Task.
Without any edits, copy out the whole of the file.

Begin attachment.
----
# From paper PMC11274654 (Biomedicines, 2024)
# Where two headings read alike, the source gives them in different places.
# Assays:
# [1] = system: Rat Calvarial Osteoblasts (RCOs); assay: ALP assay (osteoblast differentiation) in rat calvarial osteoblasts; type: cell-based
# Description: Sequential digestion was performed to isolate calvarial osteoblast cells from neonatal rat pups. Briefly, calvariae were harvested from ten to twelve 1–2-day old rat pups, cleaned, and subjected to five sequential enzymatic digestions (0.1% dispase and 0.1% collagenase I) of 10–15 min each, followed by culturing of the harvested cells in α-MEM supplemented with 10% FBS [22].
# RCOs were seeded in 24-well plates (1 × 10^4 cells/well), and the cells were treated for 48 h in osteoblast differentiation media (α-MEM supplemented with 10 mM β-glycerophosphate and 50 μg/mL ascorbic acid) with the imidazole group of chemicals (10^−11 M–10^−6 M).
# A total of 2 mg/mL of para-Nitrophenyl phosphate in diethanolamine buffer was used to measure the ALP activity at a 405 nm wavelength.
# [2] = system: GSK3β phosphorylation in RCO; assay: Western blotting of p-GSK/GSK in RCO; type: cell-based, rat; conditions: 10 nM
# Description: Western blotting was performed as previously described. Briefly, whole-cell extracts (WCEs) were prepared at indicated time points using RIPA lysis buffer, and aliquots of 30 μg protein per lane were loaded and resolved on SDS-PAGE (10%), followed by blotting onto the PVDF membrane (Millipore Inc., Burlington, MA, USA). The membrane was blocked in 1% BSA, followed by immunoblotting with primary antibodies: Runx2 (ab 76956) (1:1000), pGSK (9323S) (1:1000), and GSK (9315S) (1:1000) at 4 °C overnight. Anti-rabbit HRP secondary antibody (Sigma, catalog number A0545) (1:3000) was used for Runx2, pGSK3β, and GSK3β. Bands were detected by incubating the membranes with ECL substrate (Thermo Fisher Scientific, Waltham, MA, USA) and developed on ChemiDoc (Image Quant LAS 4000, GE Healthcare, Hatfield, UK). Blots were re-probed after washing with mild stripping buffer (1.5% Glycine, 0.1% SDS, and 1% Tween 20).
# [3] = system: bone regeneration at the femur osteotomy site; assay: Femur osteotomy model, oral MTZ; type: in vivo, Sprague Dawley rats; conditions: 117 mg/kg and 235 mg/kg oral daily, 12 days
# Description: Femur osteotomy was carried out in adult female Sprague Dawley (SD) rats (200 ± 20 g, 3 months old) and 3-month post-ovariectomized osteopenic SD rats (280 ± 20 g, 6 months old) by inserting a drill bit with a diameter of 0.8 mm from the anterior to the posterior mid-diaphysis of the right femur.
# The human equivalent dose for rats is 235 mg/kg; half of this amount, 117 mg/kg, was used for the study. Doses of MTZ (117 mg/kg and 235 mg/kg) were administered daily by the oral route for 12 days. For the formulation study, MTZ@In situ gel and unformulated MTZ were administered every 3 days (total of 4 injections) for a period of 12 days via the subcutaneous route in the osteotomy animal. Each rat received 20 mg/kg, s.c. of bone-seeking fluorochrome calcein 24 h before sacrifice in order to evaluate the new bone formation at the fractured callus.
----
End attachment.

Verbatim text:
# From paper PMC11274654 (Biomedicines, 2024)
# Where two headings read alike, the source gives them in different places.
# Assays:
# [1] = system: Rat Calvarial Osteoblasts (RCOs); assay: ALP assay (osteoblast differentiation) in rat calvarial osteoblasts; type: cell-based
# Description: Sequential digestion was performed to isolate calvarial osteoblast cells from neonatal rat pups. Briefly, calvariae were harvested from ten to twelve 1–2-day old rat pups, cleaned, and subjected to five sequential enzymatic digestions (0.1% dispase and 0.1% collagenase I) of 10–15 min each, followed by culturing of the harvested cells in α-MEM supplemented with 10% FBS [22].
# RCOs were seeded in 24-well plates (1 × 10^4 cells/well), and the cells were treated for 48 h in osteoblast differentiation media (α-MEM supplemented with 10 mM β-glycerophosphate and 50 μg/mL ascorbic acid) with the imidazole group of chemicals (10^−11 M–10^−6 M).
# A total of 2 mg/mL of para-Nitrophenyl phosphate in diethanolamine buffer was used to measure the ALP activity at a 405 nm wavelength.
# [2] = system: GSK3β phosphorylation in RCO; assay: Western blotting of p-GSK/GSK in RCO; type: cell-based, rat; conditions: 10 nM
# Description: Western blotting was performed as previously described. Briefly, whole-cell extracts (WCEs) were prepared at indicated time points using RIPA lysis buffer, and aliquots of 30 μg protein per lane were loaded and resolved on SDS-PAGE (10%), followed by blotting onto the PVDF membrane (Millipore Inc., Burlington, MA, USA). The membrane was blocked in 1% BSA, followed by immunoblotting with primary antibodies: Runx2 (ab 76956) (1:1000), pGSK (9323S) (1:1000), and GSK (9315S) (1:1000) at 4 °C overnight. Anti-rabbit HRP secondary antibody (Sigma, catalog number A0545) (1:3000) was used for Runx2, pGSK3β, and GSK3β. Bands were detected by incubating the membranes with ECL substrate (Thermo Fisher Scientific, Waltham, MA, USA) and developed on ChemiDoc (Image Quant LAS 4000, GE Healthcare, Hatfield, UK). Blots were re-probed after washing with mild stripping buffer (1.5% Glycine, 0.1% SDS, and 1% Tween 20).
# [3] = system: bone regeneration at the femur osteotomy site; assay: Femur osteotomy model, oral MTZ; type: in vivo, Sprague Dawley rats; conditions: 117 mg/kg and 235 mg/kg oral daily, 12 days
# Description: Femur osteotomy was carried out in adult female Sprague Dawley (SD) rats (200 ± 20 g, 3 months old) and 3-month post-ovariectomized osteopenic SD rats (280 ± 20 g, 6 months old) by inserting a drill bit with a diameter of 0.8 mm from the anterior to the posterior mid-diaphysis of the right femur.
# The human equivalent dose for rats is 235 mg/kg; half of this amount, 117 mg/kg, was used for the study. Doses of MTZ (117 mg/kg and 235 mg/kg) were administered daily by the oral route for 12 days. For the formulation study, MTZ@In situ gel and unformulated MTZ were administered every 3 days (total of 4 injections) for a period of 12 days via the subcutaneous route in the osteotomy animal. Each rat received 20 mg/kg, s.c. of bone-seeking fluorochrome calcein 24 h before sacrifice in order to evaluate the new bone formation at the fractured callus.